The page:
Green Appeals To The Bottom Line

February 20, 2004
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SPRING LAKE — Going into the meeting at Ford Motor Co., Bill McDonough had three minutes to give his presentation to the board of directors.

He made his point quickly, and in the process landed the contract by laying out a money-saving scenario that any corporate director in America would like.

By following McDonough's ecologically-based plan to filter stormwater runoff at a new auto plant through a series of wetlands, ponds, vegetation and other natural processes, the automaker would save $35 million on the cost of the project over conventional engineering techniques.

Other elements of the plan for the new factory at Ford's massive Rouge Complex in Dearborn resulted in a 50 percent reduction in energy use.

Those kinds of bottom-line benefits are accelerating interest in sustainable design and business practices and green building principles, said McDonough, a designer and co-founder of the design firm McDonough Braungart Design Chemistry in Charlottesville, Va.

"Economics are the most powerful driver," McDonough said last week after delivering an address at the Herman Miller Environmental Conference in Spring Lake.

The Holland-based office furniture maker holds the event annually for employees, suppliers, customers and any party interested in sustainable business practices.

The firm, known for an environmental ethic set down by founder D.J. DePree, now is working to drive sustainable practices throughout its supply chain.

McDonough's message is that following sustainable principles is the right thing for businesses to do — ethically and economically. He cited examples where clients generated significant savings through sustainable practices eliminating waste, reducing energy and water consumption and protecting the environment, as well as allowing designers to create buildings that generate more energy than they use.

"The whole model for production is really ready to be completely revolutionized," McDonough told a conference audience of about 350 people.

The conference highlights the practices and experiences of Herman Miller — whose GreenHouse production plant east of Holland is a model of sustainable design — and provides a venue to hear from others on the topic.

Chief Operating Officer Brian Walker said that even during the last three years, as the office furniture industry fell into a deep downturn that saw 40 percent of sales volumes go away, Herman Miller never wavered in its environmental commitment.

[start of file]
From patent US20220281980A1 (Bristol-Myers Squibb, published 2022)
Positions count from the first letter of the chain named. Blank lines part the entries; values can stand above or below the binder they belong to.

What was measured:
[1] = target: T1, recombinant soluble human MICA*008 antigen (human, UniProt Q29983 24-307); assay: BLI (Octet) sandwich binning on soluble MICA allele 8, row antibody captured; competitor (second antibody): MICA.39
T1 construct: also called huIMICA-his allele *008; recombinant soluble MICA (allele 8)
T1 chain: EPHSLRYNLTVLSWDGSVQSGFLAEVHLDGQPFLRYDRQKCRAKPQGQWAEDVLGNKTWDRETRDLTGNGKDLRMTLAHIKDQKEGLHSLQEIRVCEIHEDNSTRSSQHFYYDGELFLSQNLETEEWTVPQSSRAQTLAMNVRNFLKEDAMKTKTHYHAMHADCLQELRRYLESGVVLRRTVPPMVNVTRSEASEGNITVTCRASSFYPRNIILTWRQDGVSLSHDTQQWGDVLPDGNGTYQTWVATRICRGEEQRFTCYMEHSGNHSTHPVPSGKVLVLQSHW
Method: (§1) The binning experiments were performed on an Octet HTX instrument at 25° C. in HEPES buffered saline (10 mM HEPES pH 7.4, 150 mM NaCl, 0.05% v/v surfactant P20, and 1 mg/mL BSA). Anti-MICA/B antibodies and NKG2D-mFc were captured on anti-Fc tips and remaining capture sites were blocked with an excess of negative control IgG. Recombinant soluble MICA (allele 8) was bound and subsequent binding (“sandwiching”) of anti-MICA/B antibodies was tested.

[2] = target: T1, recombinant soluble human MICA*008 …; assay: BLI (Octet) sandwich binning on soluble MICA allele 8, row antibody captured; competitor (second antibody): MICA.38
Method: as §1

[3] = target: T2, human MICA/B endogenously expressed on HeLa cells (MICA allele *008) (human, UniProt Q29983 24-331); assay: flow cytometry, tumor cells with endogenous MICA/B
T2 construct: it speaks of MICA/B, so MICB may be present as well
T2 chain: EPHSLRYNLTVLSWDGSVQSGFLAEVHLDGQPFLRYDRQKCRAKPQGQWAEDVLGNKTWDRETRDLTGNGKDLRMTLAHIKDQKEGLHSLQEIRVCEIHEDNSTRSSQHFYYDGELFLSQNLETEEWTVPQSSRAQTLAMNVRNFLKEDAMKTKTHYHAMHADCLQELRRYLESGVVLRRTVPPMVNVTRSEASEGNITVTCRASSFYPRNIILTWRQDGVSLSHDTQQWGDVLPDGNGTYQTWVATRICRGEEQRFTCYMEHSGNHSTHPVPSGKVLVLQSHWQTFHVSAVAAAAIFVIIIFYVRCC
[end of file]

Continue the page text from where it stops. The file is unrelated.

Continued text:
Environmental stewardship is good business and, as part of Herman Miller's core mission, "the right thing to do" ethically, Walker said.

"We believe our mission should go to the common good," he said.

Part of that common good now means passing those values and sustainable business practices down to suppliers, Walker said. At a time when customers are clearly "beginning to include environmental considerations in their purchases," so, too, is Herman Miller looking for that ethic in its supply chain, he said.

"If we don't begin the journey to sustainability, how will we have the resources to sustain the enterprise?" Walker said. "We simply cannot reach inside Herman Miller to get to all of our goals. We have to view this from a value-chain perspective."

Herman Miller executives cited several examples where sustainable design and practices have helped financially.

At the GreenHouse production facility, which opened in 1995, Herman Miller has been able to generate a 33.5 percent annual return on investment on efforts to reduce energy use through the U.S. Department of Energy's Energy Star program. Companywide, Herman Miller since 1991 has reduced the amount of waste materials going to landfills from 41 million pounds to 5.7 million pounds in 2003, said Paul Murray, Herman Miller's environmental manager.

Len Pilon, the company's director of workplace strategies and facilities, cited data showing that Herman Miller's 2-year-old, 100,000-square-foot Marketplace — a LEED-certified office building in Zeeland — will generate $4.6 million in savings during a seven-year period through sustainable practices.

"The story is you can save money," Pilon told conference attendees.

Elsewhere, Herman Miller today is the largest user of green power in Michigan and under a long-standing corporate policy maintains 50 percent of the land at all of its campuses as undeveloped open space. The company's new Mirra chair, introduced in mid-2003, is made of 96 percent recyclable and 94 percent recycled materials.

As corporations increasingly embrace sustainable design and green building principles, one Grand Rapids area business leader wants to create regional collaboration to further the trend.

Fred Keller, chairman and CEO of Cascade Engineering, sees West Michigan as a leader in the eco-friendly businesses. Furthering the trend in West Michigan would make the region an attractive place to locate facilities and do business for corporations with strong environmental values, Keller said.

"The robustness of the region can continue its growth if we follow sustainability," said Keller, one of the speakers at the Herman Miller conference. "That's the next step we have to take — connecting leadership with these efforts."    

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